Cognitive performance in relation to folate and cobalamin status in nondemented patients at a memory clinic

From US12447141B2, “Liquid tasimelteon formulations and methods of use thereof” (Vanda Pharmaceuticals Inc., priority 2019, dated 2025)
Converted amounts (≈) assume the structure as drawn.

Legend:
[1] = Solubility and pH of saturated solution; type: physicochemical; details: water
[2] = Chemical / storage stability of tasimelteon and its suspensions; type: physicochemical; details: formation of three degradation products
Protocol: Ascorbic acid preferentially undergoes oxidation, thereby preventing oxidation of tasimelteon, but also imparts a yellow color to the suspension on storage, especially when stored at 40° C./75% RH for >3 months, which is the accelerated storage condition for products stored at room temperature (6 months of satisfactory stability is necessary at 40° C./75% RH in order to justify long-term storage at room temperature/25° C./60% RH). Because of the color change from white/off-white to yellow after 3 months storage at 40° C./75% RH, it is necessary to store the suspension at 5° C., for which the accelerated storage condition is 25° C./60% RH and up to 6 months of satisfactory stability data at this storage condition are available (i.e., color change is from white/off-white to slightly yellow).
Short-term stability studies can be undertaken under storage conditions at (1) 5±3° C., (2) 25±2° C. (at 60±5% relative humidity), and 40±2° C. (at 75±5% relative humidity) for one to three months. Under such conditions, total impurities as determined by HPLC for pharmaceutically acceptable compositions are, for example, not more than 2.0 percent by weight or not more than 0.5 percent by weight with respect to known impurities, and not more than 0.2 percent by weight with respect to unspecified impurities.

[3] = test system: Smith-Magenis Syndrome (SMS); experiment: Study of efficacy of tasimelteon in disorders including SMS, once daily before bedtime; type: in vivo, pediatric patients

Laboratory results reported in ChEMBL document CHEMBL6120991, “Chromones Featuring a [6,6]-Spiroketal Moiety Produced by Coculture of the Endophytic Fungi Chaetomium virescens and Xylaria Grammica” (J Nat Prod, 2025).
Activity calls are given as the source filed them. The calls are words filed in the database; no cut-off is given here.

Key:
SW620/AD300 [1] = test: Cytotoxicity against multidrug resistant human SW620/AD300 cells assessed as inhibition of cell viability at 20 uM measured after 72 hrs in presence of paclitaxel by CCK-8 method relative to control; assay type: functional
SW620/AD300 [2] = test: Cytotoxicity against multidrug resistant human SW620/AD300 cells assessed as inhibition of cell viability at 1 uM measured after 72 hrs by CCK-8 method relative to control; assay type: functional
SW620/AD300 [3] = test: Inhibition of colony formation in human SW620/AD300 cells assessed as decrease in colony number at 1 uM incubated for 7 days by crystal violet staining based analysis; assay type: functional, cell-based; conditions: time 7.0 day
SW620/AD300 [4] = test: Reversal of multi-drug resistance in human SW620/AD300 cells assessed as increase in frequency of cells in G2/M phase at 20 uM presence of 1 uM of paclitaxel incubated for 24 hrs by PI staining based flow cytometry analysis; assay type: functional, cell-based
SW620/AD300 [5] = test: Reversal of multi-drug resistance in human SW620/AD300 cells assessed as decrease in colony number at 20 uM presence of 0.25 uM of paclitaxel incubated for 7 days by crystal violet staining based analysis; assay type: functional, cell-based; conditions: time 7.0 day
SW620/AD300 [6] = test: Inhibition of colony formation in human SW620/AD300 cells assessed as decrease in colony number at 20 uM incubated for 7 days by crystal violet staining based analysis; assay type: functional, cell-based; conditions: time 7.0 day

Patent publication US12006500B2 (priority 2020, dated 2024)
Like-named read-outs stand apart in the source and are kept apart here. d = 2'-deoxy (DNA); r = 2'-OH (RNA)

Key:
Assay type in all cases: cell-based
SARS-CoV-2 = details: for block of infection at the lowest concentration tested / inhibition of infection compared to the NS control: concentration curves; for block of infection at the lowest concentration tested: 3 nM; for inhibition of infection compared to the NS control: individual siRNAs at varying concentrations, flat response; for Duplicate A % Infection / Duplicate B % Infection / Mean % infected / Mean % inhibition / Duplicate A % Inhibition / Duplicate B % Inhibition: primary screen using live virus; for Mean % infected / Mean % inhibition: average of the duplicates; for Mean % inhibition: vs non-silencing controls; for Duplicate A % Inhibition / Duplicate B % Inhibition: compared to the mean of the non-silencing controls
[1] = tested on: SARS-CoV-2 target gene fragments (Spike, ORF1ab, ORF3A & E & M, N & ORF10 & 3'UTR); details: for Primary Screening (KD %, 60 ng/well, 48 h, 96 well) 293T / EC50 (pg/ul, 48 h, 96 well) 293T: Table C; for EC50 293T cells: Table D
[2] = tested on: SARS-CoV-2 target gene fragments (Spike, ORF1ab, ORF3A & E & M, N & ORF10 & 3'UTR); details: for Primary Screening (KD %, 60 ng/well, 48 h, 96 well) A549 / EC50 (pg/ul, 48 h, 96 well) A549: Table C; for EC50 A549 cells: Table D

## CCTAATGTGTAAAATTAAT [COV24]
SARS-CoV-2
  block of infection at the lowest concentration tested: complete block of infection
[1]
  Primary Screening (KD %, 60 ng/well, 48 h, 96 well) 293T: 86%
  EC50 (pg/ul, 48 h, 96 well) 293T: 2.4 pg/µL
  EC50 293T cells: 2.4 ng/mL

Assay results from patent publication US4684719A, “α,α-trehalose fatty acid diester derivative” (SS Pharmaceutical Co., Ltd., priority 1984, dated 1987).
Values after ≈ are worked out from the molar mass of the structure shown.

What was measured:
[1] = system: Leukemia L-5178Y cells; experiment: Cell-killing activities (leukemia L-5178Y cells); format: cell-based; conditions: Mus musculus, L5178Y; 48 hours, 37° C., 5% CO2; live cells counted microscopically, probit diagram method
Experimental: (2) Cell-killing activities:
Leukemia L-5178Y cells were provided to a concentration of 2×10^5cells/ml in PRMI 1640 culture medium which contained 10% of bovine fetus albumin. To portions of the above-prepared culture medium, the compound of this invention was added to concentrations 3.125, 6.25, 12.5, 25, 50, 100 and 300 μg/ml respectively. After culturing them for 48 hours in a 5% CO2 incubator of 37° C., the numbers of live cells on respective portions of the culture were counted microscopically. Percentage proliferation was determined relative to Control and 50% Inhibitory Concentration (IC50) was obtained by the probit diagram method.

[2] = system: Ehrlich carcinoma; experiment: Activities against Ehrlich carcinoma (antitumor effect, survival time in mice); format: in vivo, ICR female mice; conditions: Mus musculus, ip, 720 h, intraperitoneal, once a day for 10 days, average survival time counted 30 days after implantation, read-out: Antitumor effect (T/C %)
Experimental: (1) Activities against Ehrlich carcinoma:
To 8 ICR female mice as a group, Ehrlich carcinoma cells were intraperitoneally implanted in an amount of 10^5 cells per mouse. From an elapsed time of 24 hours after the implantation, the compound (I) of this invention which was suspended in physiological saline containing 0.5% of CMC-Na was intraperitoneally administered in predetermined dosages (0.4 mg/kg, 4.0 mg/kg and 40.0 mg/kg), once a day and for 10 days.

Abstract: One possible symptom of deficiency of folic acid (folate) or vitamin B 12 (cobalamin) is impaired cognition. Status of these two B-vitamins have been linked to cognitive performance also in various populations of subjects with no evident clinical deficiency (for example in "healthy elderly"). The present study investigated 60 nondemented patients (mean age 58 years) presented with mild cognitive impairment (MCI) or subjective memory complaints. Blood/serum folate, serum cobalamins, and total plasma homocysteine were determined and compared to age-normalized results on 14 cognitive tasks. 21 of the patients were re-examined one year later and follow-up data were compared to baseline data. Results for cobalamin and folate were inconclusive for baseline data, but for homocysteine significant associations were found for tasks of visual episodic memory and for perceptual speed and attention (higher concentration related to worse cognitive performance). In the longitudinal data cobalamin and folate were positively related to word fluency. The outcome is consistent with a negative long-term influence of homocysteine on cognition. However, from the present data it is not possible to conclude if the results are specific for the studied population.
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